Although Olivia Podmore didn’t compete in the Tokyo Olympics, her death a day after the Games came to a close is reverberating throughout the tight-knit, international athletic community.
After all, the Olympics pushed the topic of mental health to the forefront of any conversation.
On Tuesday, Eric Murray spoke on behalf of the Podmore family during a press conference in Cambridge, New Zealand. He and Podmore were close friends and teammates at the 2016 Rio Olympics. Murray was a champion rower. Podmore was a member of New Zealand’s cycling team. She didn’t make the New Zealand team to Tokyo.
Murray and his girlfriend spent the weekend with Podmore and another friend. He was with her hours before she died.
“I wish she had said something,” Murray told reporters. “Her death is a shock and a tragedy.”
Murray said: “We’ve lost a sister, a friend, and a fighter who lost that will of fight inside of her. … “Olivia may have been the girl that you saw at the supermarket, at the gym, on the track, on TV.
“We’re seeing locally and around the world the implications of mental health in sport,” he said. “And we now have a statistic, and that is one statistic too many.”
Murray Credited Biles, Osaka For Speaking About Mental Health at the Olympics
Murray said because of champions like gymnast Simone Biles and tennis star Naomi Osaka, more people are talking about mental health. Osaka spoke up about it in June, when she declined to speak at press conferences, then withdrew from the French Open and Wimbledon. She lit the cauldron at the opening ceremonies of the Tokyo Olympics, but lost in the third round.
Meanwhile, Biles withdrew from the Tokyo team competition and all-around, then didn’t participate in individual events for the floor exercise, vault and uneven bars. Biles said that she was suffering from the “twisties,” which she said were exacerbated by anxiety and the pressure of competing at the Olympics. However, she returned for the balance beam and won the bronze medal.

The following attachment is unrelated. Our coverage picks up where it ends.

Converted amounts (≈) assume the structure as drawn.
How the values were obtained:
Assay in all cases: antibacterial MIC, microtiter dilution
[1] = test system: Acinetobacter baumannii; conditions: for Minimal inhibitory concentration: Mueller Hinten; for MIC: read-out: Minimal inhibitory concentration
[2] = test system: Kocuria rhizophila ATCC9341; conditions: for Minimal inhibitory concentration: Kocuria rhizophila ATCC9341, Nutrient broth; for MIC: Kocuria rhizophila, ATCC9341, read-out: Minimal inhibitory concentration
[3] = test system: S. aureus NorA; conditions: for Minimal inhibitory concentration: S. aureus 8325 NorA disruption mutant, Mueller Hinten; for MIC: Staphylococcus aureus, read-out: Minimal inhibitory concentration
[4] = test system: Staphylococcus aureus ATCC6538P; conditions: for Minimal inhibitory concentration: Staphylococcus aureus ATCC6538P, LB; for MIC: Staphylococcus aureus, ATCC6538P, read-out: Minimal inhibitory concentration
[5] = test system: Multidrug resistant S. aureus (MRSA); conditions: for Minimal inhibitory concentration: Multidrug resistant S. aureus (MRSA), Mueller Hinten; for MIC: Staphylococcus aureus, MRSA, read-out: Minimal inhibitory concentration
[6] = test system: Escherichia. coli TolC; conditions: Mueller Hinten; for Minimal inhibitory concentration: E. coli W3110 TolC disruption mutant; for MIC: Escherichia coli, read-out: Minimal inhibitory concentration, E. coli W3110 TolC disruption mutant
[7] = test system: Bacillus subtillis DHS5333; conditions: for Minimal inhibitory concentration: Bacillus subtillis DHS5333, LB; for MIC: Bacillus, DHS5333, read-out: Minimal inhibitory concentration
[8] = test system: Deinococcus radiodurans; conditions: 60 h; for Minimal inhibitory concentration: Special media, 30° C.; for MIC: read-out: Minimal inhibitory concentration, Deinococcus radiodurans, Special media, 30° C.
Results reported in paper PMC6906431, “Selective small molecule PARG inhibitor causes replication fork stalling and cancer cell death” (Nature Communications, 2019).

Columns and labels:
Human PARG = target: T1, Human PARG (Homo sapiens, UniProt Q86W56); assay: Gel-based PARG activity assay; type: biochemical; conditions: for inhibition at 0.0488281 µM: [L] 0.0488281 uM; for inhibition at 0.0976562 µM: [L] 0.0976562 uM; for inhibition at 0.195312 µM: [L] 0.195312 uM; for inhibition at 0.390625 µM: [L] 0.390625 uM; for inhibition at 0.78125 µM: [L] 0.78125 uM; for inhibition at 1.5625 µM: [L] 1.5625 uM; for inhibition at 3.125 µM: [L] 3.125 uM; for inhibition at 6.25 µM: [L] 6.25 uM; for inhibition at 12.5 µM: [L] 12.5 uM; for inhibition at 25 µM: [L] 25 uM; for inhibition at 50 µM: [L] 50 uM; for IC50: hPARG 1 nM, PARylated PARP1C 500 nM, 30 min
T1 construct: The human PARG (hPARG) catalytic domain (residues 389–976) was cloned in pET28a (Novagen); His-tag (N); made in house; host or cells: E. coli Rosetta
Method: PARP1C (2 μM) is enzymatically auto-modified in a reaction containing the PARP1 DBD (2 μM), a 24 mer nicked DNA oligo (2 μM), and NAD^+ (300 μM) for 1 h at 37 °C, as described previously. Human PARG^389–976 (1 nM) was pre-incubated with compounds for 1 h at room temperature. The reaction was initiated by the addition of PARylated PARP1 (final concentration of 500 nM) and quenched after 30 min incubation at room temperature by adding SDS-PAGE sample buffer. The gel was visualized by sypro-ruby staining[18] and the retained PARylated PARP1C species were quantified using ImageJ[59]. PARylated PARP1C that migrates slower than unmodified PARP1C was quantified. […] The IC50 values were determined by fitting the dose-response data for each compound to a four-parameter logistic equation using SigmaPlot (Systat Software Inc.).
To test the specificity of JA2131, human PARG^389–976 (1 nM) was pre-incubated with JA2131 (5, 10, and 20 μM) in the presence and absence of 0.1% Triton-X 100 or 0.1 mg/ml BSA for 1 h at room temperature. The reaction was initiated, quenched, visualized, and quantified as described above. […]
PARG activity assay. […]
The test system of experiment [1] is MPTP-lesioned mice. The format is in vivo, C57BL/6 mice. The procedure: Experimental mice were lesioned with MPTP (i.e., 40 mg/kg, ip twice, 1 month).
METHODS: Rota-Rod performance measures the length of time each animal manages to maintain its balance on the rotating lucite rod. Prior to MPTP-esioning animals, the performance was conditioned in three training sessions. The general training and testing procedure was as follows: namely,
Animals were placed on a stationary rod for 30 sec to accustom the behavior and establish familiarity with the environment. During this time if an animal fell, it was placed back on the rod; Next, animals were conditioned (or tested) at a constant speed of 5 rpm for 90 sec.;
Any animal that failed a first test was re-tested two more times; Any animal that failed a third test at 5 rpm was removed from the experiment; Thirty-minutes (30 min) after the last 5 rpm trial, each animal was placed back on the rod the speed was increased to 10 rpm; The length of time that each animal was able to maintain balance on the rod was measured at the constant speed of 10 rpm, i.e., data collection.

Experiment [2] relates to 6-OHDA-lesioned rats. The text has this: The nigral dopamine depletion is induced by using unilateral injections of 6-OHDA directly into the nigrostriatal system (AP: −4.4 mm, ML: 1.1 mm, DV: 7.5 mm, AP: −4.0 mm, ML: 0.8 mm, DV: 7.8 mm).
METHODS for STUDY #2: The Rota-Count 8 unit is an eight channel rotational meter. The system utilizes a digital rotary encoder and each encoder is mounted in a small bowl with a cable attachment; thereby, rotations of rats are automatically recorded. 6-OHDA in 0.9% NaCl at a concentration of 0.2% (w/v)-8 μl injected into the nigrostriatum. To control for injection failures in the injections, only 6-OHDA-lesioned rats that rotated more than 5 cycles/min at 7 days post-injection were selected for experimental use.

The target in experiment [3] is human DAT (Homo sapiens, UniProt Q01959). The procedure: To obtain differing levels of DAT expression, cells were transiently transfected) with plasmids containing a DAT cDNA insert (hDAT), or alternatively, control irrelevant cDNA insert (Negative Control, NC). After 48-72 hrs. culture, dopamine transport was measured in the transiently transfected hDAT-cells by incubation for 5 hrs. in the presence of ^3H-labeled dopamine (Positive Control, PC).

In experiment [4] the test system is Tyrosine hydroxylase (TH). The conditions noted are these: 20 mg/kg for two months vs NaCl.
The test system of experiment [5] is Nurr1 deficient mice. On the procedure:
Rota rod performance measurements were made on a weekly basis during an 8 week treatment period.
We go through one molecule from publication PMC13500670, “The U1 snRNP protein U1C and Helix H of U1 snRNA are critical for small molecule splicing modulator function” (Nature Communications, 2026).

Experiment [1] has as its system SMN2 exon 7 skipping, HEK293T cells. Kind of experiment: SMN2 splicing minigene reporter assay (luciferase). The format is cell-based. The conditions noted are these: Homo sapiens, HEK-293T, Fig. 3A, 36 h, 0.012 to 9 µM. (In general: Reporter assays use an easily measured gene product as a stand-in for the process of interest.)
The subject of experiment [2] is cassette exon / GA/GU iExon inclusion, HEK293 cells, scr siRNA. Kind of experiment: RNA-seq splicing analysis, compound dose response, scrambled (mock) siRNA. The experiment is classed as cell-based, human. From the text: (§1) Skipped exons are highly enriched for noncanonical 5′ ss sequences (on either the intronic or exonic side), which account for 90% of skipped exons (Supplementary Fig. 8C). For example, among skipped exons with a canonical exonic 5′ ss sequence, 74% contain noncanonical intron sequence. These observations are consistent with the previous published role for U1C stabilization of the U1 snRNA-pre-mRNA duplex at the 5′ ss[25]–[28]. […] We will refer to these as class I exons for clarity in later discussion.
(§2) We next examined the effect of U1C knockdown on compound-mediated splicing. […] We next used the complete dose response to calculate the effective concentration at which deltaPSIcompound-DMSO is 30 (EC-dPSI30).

Podmore competed in track cycling at the Rio Olympics. She crashed in a qualifying round and didn’t finish high enough to qualify for the next round.
She was home in New Zealand during the Tokyo Games. And she posted a troubling message Instagram:
“Sport is an amazing outlet for so many people, it’s a struggle, it’s a fight but it’s so joyous.
“The feeling when you win is unlike any other, but the feeling when you lose, when you don’t get selected even when you qualify, when [you’re] injured, when you don’t meet society’s expectations such a owning a house, marriage, kids all because [you’re] trying to give everything to your sport is also unlike any other.”
There is no official cause of death, as yet, from the coroner. Podmore’s friends who competed at the Tokyo Olympics learned about her death as they boarded a flight home. They’re all in quarantine now and are hoping for an exemption to attend her funeral.
Podmore’s comments on Instagram were deleted. Murray said: “With Olivia’s final words she left us a message – a message we wish will never have to be read again by anybody else.”